How to Encourage Medaka to Lay Eggs: Tricks for Maximizing Egg Production

In this article, I will discuss what to do if your medaka aren’t laying eggs and share some tricks to increase egg production. The conclusion is simple: as long as a sexually mature medaka (over 2 cm in length) is not sick, providing the following three essentials will almost certainly lead to spawning:

Plenty of food (make sure they are well-fed)
Lighting (at least 13 hours a day)
Temperature (20°C or higher, ideally over 25°C)

If these three conditions are met, it is almost certain that medaka will lay eggs. The individual difference is significant, but it is rare that they won’t lay eggs within a week to a month.

Reproductive ability is the most crucial function for living creatures. Medaka need to produce a large number of offspring to ensure survival, unlike humans. Therefore, if a medaka is not ill, it’s unlikely to be infertile.

If your medaka aren’t laying eggs, review the three basics above. This article assumes you’ve taken care of these basics and will introduce some tricks to further promote spawning. However, always ensure that food, lighting, and temperature are well managed.

Pay Attention to Food and Light if Your Medaka Aren’t Laying Eggs

If your medaka aren’t laying eggs, pay attention to their lighting and food. Firstly, medaka won’t lay eggs unless exposed to light for more than 12 hours a day, so keeping them in dark places can result in no eggs being laid.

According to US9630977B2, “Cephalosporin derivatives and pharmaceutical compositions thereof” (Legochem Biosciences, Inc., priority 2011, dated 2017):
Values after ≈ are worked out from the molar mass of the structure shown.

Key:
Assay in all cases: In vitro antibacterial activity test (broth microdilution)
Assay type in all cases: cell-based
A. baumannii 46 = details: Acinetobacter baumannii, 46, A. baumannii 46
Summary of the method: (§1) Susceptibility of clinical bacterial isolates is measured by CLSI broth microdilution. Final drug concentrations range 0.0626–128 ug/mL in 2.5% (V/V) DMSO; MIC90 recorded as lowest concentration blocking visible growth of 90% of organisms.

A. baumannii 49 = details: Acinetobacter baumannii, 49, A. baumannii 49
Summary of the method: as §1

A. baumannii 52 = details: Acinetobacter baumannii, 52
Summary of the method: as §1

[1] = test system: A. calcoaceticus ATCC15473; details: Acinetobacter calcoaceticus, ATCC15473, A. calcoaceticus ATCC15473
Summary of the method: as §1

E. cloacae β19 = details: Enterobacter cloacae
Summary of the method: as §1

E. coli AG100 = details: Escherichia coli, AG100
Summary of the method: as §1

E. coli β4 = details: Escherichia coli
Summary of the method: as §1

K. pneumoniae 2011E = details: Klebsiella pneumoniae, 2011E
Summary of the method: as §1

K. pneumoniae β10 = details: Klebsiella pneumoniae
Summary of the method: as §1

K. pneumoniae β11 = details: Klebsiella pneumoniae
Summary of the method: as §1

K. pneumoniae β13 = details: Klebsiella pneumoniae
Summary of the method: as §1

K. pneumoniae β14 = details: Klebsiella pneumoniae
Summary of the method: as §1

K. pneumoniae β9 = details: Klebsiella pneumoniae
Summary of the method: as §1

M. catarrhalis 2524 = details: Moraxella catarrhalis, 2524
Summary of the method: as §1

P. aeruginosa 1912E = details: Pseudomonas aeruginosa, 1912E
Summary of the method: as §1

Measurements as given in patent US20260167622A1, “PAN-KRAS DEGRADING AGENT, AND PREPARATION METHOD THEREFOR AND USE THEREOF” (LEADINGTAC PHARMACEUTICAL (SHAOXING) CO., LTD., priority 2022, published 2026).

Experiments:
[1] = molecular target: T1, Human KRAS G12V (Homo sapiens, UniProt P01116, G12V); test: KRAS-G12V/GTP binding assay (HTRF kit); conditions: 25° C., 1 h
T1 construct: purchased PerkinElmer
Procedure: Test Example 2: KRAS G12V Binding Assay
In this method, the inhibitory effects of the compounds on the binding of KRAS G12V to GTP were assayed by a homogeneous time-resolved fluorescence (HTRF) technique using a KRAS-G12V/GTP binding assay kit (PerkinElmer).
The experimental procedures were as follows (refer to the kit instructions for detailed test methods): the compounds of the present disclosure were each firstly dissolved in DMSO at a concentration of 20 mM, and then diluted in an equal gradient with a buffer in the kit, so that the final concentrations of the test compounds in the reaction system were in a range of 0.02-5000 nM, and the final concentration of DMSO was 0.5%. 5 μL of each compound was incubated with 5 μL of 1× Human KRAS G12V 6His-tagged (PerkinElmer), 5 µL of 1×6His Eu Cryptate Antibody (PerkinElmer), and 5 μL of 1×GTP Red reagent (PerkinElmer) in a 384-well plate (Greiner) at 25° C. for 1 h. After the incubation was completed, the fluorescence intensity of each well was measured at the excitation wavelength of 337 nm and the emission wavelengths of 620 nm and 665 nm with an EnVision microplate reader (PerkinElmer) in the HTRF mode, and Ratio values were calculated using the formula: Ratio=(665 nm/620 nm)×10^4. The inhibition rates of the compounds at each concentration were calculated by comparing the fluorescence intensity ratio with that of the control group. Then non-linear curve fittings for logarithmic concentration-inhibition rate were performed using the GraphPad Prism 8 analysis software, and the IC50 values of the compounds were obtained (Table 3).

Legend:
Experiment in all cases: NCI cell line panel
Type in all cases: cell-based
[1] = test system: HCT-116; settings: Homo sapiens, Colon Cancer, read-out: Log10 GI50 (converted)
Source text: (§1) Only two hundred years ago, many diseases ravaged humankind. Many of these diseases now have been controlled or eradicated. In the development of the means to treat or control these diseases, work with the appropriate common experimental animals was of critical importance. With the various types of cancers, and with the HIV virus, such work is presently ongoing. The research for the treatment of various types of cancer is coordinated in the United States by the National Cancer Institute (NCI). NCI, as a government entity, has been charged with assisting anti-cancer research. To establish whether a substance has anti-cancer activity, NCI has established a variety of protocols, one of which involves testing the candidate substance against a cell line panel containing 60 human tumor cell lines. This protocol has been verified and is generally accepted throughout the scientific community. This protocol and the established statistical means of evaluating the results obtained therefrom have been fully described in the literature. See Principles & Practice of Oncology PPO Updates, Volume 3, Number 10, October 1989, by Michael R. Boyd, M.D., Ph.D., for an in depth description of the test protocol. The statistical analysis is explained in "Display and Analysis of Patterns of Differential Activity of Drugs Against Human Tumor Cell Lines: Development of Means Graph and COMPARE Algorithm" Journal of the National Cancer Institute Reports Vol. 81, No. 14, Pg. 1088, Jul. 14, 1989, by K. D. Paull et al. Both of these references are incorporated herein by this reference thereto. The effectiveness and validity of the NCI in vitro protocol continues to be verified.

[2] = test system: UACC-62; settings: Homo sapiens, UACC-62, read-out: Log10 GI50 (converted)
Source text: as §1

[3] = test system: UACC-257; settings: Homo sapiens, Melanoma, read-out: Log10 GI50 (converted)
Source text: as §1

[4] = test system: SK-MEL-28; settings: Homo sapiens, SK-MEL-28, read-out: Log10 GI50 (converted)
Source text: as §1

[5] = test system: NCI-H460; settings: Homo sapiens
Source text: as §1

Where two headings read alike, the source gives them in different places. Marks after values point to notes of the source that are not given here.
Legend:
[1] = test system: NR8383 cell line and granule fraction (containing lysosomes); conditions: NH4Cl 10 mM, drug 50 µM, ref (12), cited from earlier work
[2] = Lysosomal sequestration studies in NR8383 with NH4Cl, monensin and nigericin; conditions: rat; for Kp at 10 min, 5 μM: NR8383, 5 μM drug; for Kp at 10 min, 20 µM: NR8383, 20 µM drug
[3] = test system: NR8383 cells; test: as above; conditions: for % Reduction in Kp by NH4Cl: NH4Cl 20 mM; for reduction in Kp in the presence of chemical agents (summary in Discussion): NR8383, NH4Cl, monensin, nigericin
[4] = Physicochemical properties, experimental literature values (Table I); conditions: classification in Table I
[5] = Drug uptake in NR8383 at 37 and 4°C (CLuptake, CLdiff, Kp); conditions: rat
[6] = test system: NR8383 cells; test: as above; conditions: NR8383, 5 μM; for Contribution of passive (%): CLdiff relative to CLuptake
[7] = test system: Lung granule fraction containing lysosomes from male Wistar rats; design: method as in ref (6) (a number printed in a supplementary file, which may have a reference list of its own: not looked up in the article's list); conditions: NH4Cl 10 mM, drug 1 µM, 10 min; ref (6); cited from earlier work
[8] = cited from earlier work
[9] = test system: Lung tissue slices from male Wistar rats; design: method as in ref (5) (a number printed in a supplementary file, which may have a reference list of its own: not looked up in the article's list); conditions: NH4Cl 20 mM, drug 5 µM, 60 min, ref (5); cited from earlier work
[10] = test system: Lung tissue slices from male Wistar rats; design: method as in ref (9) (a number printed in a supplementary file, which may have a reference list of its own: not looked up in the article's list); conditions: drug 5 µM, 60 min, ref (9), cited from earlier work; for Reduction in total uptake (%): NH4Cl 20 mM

Additionally, if medaka are malnourished, they will not lay eggs because females require a lot of protein and other nutrients to produce eggs. If they’re undernourished, they can’t produce eggs and won’t lay them.

Feed your medaka plenty of high-nutrition food until their bellies are full, which will increase the number of eggs they lay.

Simply providing more food than usual will work, but “saturation feeding” is recommended.

For a highly effective method to increase spawning, read about “saturation feeding” here.

Ensure That Medaka Really Aren’t Laying Eggs

Check your aquarium carefully to ensure that the medaka really aren’t laying eggs. They are prolific breeders and can easily multiply without you noticing.

In many cases, eggs are present but just hidden in the aquarium. Search thoroughly!

I once despaired when a medaka costing 1,000 yen didn’t lay eggs, but when I observed the aquarium closely, I found fry swimming around.

Medaka eggs are transparent and hard to see among plants or soil, unless you drain the water.

Females lay eggs on spawning beds, aquatic plants, and directly on the substrate. For clarity, it’s best to exclude plants and soil, and use only spawning beds, as professional breeders do.

Ensure Both Male and Female Medaka Are Present

Medaka won’t lay eggs without both male and female fish. It’s easy to distinguish them: males have longer pelvic fins and a notch in the dorsal fin, while females have shorter pelvic fins. Females have larger bellies and lighter colors, while males are darker, more active, and chase other fish.

However, it can be difficult to distinguish long-finned or shiny-type medaka by gender. Beginners may struggle to identify Real Longfin and other varieties. Even professionals cannot always accurately distinguish them, so consider changing pairs if necessary.

Situations Where No Eggs Seem to Be Laid